25. Data Analysis <ul><li>IQ7: Based on your teaching experience, are both Taiwanese students and American students willing to understand target language culture and value the system before they learn the language? </li></ul>Role of Student Not quietly sure but it’s important for both. It will help and get learners excited, get them motivated. American students do not learn the second language since English as the world language. Therefore they have no drive and need to learn the culture. American Students Taiwanese Students Interviewee B Interviewee A Interviewees
26. Data Analysis <ul><li>IQ8: Comparing to students in other countries; do you think Taiwanese students are kind of “risk-takers” in learning language? </li></ul>Role of Student Westerns are more direct spoken, but sometimes it depends on the satiations. American Students Asia society is quieter, however. It depends on the context to assert it is good or not. Some want to try different ways to express their meaning and ideas. Taiwanese Students Interviewee B Interviewee A Interviewees
27. Conclusion <ul><li>American students behave quite similarly as Taiwanese students do in class. </li></ul><ul><li>The participation in both Taiwanese and American classes depend largely on the students’ learning motivation, and the learning motivation depends mainly on the student’ age. The adult learners behave more positively than much younger ones. </li></ul>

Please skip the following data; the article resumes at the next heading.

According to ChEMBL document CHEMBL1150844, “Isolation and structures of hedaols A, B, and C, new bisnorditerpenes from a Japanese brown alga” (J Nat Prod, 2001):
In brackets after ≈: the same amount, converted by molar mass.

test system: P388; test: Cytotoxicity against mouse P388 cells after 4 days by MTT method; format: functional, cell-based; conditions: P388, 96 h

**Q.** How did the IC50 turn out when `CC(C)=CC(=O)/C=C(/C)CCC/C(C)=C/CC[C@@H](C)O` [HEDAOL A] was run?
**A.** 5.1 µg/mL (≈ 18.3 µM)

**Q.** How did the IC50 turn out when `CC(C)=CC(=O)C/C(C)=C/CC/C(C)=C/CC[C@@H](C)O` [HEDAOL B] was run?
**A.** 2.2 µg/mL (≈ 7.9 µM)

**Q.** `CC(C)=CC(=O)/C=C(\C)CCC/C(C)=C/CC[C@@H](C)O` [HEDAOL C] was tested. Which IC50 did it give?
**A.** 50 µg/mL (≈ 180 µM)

28. Conclusion <ul><li>American teachers, especially in primary schools, try harder to design more activities to attract the students to get involved in the class. However, high-school or college teachers talk more in class. This is like the situation in Taiwan as well. </li></ul>
29. Conclusion <ul><li>Both interviewees agreed that Taiwanese students are more studious and they really pay much attention on studying than American students do. The reason could be referred to the value of Confucianism and the pressure from their parents’ expectation. </li></ul>
30. Conclusion <ul><li>Taiwanese students and American students are worried about making mistake but Taiwanese students worried a lot because they get more pressure from the issue of “saving face”. </li></ul>
31. Conclusion <ul><li>The researchers proposed that teachers would need to pay attention to the attitudes held by the students of different cultural backgrounds when designing their curricula or dealing with culture-related issues in the classroom. </li></ul>